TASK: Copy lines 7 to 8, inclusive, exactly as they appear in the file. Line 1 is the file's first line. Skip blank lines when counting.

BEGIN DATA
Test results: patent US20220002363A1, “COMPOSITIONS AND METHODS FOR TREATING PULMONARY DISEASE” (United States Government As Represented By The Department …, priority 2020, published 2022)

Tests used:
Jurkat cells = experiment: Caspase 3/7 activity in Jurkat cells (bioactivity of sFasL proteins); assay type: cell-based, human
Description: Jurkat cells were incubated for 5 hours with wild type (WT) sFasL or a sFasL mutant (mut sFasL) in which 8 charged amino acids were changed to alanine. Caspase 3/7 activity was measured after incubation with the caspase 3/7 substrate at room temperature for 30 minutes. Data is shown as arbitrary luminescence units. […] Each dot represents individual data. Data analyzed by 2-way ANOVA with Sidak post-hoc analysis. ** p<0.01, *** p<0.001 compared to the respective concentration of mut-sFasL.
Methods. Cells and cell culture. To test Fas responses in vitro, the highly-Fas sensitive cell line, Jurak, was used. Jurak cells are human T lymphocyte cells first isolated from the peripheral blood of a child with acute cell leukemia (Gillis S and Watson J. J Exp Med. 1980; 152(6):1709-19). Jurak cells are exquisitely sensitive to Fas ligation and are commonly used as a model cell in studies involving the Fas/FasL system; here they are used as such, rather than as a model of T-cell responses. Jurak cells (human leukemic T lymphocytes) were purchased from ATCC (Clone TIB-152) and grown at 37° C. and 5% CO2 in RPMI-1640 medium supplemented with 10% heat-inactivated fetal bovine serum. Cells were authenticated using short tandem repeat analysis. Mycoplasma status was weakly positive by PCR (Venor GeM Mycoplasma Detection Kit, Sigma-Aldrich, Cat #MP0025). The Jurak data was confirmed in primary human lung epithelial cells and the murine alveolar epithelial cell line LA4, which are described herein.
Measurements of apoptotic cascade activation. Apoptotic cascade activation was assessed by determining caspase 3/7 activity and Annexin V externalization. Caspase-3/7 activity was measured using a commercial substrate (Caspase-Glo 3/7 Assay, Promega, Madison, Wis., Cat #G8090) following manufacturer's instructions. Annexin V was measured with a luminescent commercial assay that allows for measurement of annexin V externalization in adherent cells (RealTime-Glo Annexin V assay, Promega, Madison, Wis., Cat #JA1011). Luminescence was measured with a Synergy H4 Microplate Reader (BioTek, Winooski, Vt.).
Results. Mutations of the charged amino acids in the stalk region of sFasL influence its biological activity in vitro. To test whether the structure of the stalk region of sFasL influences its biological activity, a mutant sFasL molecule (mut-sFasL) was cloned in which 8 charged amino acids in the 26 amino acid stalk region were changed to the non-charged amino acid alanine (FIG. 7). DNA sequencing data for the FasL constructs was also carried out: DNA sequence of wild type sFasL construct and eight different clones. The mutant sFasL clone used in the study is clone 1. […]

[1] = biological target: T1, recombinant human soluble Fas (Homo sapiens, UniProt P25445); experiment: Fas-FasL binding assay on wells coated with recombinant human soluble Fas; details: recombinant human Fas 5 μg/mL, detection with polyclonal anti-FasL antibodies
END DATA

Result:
Results. Mutations of the charged amino acids in the stalk region of sFasL influence its biological activity in vitro. To test whether the structure of the stalk region of sFasL influences its biological activity, a mutant sFasL molecule (mut-sFasL) was cloned in which 8 charged amino acids in the 26 amino acid stalk region were changed to the non-charged amino acid alanine (FIG. 7). DNA sequencing data for the FasL constructs was also carried out: DNA sequence of wild type sFasL construct and eight different clones. The mutant sFasL clone used in the study is clone 1. […]

[1] = biological target: T1, recombinant human soluble Fas (Homo sapiens, UniProt P25445); experiment: Fas-FasL binding assay on wells coated with recombinant human soluble Fas; details: recombinant human Fas 5 μg/mL, detection with polyclonal anti-FasL antibodies